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Written by Urbanalyst Staff    Thursday, 02 December 2010 11:04    PDF Print
Australian Government releases discussion paper on national urban policy
In the News - Australia

THE Australian Government has released a discussion paper on national urban policy in Australia. 'Our Cities - building a productive, sustainable and liveable future' sets out the Australian Government's thinking on a national approach to urban development and the challenges that must be addressed in cities.

The purpose of the discussion paper is to frame the Australian Government's policy approach to cities as the basis for a National Urban Policy to be released in 2011. It will establish national directions and objectives for our cities to prepare for the future.

The discussion recognises the importance of good planning and governance and aims to stimulate a national discussion on the outcomes we need for our cities. The report is open for public comment and feedback until 1 March 2011.

The discussion paper was welcomed by industry groups, including the Green Building Council of Australia (GBCA), Planning Institute of Australia (PIA) and Property Council of Australia.

GBCA Chief Executive, Romilly Madew, said the discussion paper is an important step towards a national urban policy which delivers an integrated approach to planning, building, improving and measuring the performance of our cities.

PIA National President, Neil Savery, said "cities and major urban regions are vital to the future of Australia… PIA commends the Government in taking this important step in taking a more integrated approach in planning for the future of our cities."

With approximately 75 percent of Australia's population living in cities of more than 100,000 people and a predicted population of around 36 million by 2050, Mr Savery said "a more integrated and collaborative approach to planning for urban regions will help tackle the more immediate issues facing urban communities like traffic congestion, housing affordability and access to local services."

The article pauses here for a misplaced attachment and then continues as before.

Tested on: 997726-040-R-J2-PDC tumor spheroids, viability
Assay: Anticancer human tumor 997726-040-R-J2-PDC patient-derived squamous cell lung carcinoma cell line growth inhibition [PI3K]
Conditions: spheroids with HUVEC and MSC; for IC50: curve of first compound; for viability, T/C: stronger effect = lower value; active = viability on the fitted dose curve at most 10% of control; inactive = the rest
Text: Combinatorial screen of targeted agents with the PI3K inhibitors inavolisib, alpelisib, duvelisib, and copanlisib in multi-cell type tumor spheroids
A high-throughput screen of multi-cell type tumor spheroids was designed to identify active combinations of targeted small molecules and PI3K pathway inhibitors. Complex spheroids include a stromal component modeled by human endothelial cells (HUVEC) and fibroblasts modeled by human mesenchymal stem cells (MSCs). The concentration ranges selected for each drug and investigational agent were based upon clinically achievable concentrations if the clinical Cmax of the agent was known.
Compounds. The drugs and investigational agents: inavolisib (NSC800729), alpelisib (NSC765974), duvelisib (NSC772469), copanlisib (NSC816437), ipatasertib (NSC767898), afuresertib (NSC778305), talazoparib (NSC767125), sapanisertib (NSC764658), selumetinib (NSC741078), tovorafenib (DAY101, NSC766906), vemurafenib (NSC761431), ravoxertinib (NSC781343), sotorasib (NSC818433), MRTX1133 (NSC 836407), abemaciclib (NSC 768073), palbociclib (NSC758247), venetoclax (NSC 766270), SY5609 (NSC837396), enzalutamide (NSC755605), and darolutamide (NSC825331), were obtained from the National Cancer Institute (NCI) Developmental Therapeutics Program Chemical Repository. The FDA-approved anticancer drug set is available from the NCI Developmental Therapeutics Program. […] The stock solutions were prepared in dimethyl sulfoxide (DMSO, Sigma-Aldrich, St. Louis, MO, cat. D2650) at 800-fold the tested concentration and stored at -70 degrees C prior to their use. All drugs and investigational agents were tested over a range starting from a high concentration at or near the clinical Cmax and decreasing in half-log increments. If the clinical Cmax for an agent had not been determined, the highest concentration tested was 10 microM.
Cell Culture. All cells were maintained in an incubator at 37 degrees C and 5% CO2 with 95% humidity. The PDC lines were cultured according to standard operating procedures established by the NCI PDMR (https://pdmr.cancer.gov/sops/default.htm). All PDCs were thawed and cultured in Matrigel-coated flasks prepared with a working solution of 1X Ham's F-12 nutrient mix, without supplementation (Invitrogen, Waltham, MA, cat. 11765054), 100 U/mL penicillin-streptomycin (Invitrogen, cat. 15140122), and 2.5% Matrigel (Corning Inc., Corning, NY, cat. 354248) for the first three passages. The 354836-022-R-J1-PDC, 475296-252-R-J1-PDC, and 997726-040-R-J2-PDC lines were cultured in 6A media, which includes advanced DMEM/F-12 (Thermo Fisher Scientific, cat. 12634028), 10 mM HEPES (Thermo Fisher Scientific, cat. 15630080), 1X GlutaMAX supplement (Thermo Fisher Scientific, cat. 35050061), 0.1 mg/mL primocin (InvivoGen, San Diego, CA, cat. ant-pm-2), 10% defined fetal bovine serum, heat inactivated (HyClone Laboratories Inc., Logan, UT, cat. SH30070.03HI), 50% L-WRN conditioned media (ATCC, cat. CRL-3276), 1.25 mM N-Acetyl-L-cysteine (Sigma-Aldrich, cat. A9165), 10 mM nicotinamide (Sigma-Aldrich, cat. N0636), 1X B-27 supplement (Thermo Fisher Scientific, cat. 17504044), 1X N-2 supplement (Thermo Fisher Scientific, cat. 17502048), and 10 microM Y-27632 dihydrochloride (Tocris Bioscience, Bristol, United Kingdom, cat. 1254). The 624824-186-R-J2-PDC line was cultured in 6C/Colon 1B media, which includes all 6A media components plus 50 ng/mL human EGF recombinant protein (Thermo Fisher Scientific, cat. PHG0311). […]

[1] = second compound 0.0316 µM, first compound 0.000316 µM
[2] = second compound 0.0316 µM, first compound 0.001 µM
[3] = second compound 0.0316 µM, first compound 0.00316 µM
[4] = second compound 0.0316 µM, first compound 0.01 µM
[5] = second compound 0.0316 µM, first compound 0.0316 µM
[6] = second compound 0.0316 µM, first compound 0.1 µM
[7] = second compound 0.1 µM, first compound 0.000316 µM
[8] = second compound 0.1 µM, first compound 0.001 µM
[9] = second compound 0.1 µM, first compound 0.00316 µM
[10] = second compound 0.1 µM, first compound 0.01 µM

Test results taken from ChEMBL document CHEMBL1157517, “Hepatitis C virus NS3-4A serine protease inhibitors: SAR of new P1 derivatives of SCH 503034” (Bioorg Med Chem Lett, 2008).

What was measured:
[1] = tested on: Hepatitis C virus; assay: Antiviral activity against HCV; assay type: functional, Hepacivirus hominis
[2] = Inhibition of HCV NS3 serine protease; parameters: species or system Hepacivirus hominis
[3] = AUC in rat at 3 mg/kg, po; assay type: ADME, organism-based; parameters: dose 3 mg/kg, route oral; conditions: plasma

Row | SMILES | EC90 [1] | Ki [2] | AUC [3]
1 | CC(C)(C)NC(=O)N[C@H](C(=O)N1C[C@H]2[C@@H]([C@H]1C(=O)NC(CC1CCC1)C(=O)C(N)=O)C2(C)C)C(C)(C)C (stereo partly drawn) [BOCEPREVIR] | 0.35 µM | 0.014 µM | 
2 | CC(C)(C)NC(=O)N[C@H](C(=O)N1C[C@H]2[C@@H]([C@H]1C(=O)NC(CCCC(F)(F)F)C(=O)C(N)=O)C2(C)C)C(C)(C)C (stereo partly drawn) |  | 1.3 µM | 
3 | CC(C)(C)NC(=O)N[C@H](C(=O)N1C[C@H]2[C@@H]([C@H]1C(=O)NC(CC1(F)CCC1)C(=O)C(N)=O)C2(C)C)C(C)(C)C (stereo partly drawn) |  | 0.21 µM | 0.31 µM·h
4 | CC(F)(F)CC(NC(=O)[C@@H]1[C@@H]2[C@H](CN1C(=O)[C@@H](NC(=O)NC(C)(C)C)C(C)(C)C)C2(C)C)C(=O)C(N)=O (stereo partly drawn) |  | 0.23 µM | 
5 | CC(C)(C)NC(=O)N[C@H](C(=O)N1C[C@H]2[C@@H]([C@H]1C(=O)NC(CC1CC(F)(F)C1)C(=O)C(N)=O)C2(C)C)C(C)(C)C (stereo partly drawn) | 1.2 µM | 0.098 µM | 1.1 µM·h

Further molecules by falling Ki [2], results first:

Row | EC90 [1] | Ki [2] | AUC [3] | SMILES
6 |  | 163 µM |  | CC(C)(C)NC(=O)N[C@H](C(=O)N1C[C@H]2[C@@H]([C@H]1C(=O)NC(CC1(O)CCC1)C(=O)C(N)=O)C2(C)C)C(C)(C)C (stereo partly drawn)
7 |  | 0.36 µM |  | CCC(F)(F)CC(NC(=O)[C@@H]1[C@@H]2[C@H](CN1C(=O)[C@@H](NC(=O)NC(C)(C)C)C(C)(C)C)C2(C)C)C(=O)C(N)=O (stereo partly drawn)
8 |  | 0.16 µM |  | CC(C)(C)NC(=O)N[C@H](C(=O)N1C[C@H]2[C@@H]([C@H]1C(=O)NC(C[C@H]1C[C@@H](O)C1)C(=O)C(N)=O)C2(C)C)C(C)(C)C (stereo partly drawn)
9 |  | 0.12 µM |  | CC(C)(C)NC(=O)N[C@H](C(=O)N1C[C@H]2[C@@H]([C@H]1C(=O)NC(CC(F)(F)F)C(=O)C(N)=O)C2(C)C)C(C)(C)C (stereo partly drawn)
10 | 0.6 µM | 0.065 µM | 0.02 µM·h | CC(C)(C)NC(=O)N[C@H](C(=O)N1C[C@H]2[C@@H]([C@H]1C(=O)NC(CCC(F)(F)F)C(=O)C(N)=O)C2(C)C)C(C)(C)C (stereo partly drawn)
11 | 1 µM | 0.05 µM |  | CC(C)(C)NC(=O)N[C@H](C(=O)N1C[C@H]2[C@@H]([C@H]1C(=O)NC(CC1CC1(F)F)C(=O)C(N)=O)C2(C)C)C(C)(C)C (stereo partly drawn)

Property Council CEO, Peter Verwer, said he applauded the commitment of the government to a national role in urban affairs. "Our cities require national leadership and a coordinated approach from all levels of government if we are to truly create more productive, sustainable and liveable cities," Mr Verwer said.

"Cities are a key part of the nation-building agenda because the performance of our cities is vital to the performance of our economy and our future prosperity."

The discussion paper identifies two important reasons for a national urban policy. Firstly, because cities are "integral to our economy, and where the majority of Australians live." Secondly, "urgent challenges need to be addressed if we are to secure the long term productivity, sustainability and liveability of our nation."

Major challenges identified in the discussion paper include population ageing, population growth and climate change and the environment.

As outlined in the paper, the government has three main 'aspirations' for cities: that they increasingly become more productive, sustainable and liveable. It also aims to strengthen governance arrangements. To achieve these aspirations, the discussion paper outlines a number of 'areas of priority' for national engagement in cities:

PRODUCTIVITY

  • Improving labour and capital productivity
  • Integrating land use and infrastructure planning
  • Protecting corridors, sites and buffers
  • Investing in urban passenger transport
  • Improving economic infrastructure
  • Utilising smart infrastructure
  • Enhancing connectivity through the National Broadband Network
  • Supporting education, research and innovation

SUSTAINABILITY

  • Protecting and sustaining our natural environment
  • Improving water, energy and food security
  • Reducing resource consumption
  • Reducing greenhouse gas emissions and improving air quality
  • Increasing resilience to the effects of climate change

LIVEABILITY

  • Balancing infill and greenfield development
  • Facilitating the supply of appropriate housing
  • Supporting affordable living
  • Improving transport options and reducing our dependence on private motor vehicles
  • Improving the quality of the public domain
  • Improving public health outcomes
  • Redressing spatially concentrated social disadvantage

GOVERNANCE

  • Improving the planning and management of cities
  • Streamlining administrative processes

More information on the discussion paper, 'Our Cities - building a productive, sustainable and liveable future', is available from the Department of Infrastructure website at <http://www.infrastructure.gov.au/>. The paper is open for public comment until 1 March 2011.

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